Having no clue of what to expect, with passport and visa held close and tear filled eyes from bidding endless goodbyes it is exactly five years ago I came to the UK for my higher education. I was accepted as a postgraduate student at Teesside University for Masters in Nanotechnology and Microsystems. Leaving India was hard as it was everything about separated from family and friends, but adopting the label of an international student in Britain, I just knew the adventure has begun.
Chilly, windy North east England welcomed me as any other foreign student. Everything was new, and I was like a blotting paper trying to absorb as much as I could. Induction, welcome party, meeting and befriending fellow students from literally different parts of the globe thrilled me all throughout the first few days which helped me settle in quite easily. The University accommodation was as homely as it could be bustling with international and home students but I had never stayed away from my family ever in my life. So, I should admit that I too have had those home sick days where I have felt very alone.
Coming from a background of classroom teaching where lectures play an important role and where no plagiarism exist, it was difficult to understand the concept of learning and teaching in the UK in the beginning. Getting the assignments done online, knowing to deal with Blackboard and all your lectures through the modules, and developing ideas using state of the art equipment in the lab meant to be on the right track which took its own time and was an experience in itself.
After establishing myself to some extent on the firm ground, I was very much enthusiastic to try part time jobs. I got an opportunity at the University as International Student Worker (Ambassador) and worked along with teams for Open days, tours and exhibitions. It was both fun, experience, and productive. Getting first part time job was a celebration on its own and the joy I felt at receiving first pay was truly awesome. Later on I could work for the Middlesbrough Council as a Mentor for the Student Associate Scheme and at our local Albert Park as a recreation assistant. Everywhere I could meet people, hear new stories about their own adventures which are the best parts I have always enjoyed until now.
At Teesside, social life was predominantly oriented towards student lifestyle. From student’s union to various cafes and pubs in an around the campus to restaurants and a vibrant ‘Mall’, the city centre, it was really good to venture out during off days from school. Talking about food, together with friends, Indian and Chinese restaurants were our common dinner ideas and I didn’t miss much of my South Indian food items in Teesside because of the presence of shops which sold the same things fit for our culinary practice. I could travel to some places like York and Lake district as a part of our trip from Teesside accommodation where I was serving as Warden for the halls during summer. It was a beautiful and pleasant memory making experience in and around beautiful North East of England including sandy shorelines of Whitby. Indian culture was valued in the University and I had no difficulty in accepting the different cultures I met because of the respect I received in response. I could visit the Temple during Pooja, an Indian festival and also I attended the University chapel on a regular Sunday basis where I had much older friends who welcomed me with their warm love and affection.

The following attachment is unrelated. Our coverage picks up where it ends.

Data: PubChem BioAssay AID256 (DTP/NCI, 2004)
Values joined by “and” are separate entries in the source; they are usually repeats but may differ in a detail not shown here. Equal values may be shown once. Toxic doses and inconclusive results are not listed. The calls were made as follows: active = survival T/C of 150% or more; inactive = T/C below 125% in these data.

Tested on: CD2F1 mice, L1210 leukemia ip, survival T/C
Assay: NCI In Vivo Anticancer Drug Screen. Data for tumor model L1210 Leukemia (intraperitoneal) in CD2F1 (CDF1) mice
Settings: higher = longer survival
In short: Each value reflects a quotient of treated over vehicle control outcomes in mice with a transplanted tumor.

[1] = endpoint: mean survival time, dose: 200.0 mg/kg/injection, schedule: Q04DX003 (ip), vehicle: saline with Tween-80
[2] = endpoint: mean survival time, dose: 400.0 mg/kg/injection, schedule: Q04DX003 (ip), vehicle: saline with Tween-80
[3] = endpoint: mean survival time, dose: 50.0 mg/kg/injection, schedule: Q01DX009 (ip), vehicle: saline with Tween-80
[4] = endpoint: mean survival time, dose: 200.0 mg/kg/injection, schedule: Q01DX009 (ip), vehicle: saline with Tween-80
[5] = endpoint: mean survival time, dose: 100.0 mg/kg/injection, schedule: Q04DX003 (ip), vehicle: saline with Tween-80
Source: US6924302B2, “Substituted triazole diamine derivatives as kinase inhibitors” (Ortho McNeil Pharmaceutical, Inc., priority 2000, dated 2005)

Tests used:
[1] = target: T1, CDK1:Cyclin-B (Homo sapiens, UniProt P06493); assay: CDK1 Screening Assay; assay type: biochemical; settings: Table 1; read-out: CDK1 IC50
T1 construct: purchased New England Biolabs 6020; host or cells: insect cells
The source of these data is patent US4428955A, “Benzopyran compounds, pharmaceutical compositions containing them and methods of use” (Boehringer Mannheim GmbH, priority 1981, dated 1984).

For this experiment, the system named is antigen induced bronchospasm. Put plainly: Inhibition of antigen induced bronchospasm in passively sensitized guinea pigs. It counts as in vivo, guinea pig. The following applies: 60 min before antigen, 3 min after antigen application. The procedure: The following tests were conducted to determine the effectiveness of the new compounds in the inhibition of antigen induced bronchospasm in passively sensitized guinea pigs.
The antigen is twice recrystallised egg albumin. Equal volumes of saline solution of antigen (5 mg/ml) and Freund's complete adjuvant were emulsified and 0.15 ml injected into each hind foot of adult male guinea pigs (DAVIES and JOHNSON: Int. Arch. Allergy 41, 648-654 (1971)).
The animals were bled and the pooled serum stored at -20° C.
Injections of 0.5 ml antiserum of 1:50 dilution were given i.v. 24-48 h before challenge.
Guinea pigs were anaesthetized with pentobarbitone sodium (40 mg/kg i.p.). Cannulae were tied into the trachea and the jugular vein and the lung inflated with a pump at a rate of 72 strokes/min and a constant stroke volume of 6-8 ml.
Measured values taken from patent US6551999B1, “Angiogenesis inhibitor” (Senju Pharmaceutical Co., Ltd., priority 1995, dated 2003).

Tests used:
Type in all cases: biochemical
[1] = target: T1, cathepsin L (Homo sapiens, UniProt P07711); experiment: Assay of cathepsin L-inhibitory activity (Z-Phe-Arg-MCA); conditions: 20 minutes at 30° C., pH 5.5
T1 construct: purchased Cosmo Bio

Being an international student has shown me an entirely different view on both studies and life in itself. It has shown me that education is not about how much information you gain from a course but how much it changes you as a person. Completing Masters with a distinction for the project was more than I had hoped for but I couldn’t have done it without my supporting Supervisor and director of studies. Inspired to try a different path, I decided to apply for PhD after my Masters and was offered a researcher position at Birmingham City University where I am currently working on fuels from algae.
Living in the UK has made me independent, capable of taking decisions, to be strong emotionally, even though I fail at times I pick myself up again, and to fight for something that I believe. To be a girl, from India, single, and spending five years in the UK as a student has made me see life’s colourful and dark sides alike. It was not easy but the journey has been truly adventurous with its ups and downs. Looking ahead, I would like to complete my research and say “Yes, it’s a dream come true indeed!” Known among my multicultural friends for ‘Curry’ and ‘Samosas’ I would always cherish the time I have spent in the UK for the rest of my life.
By Roshni Paul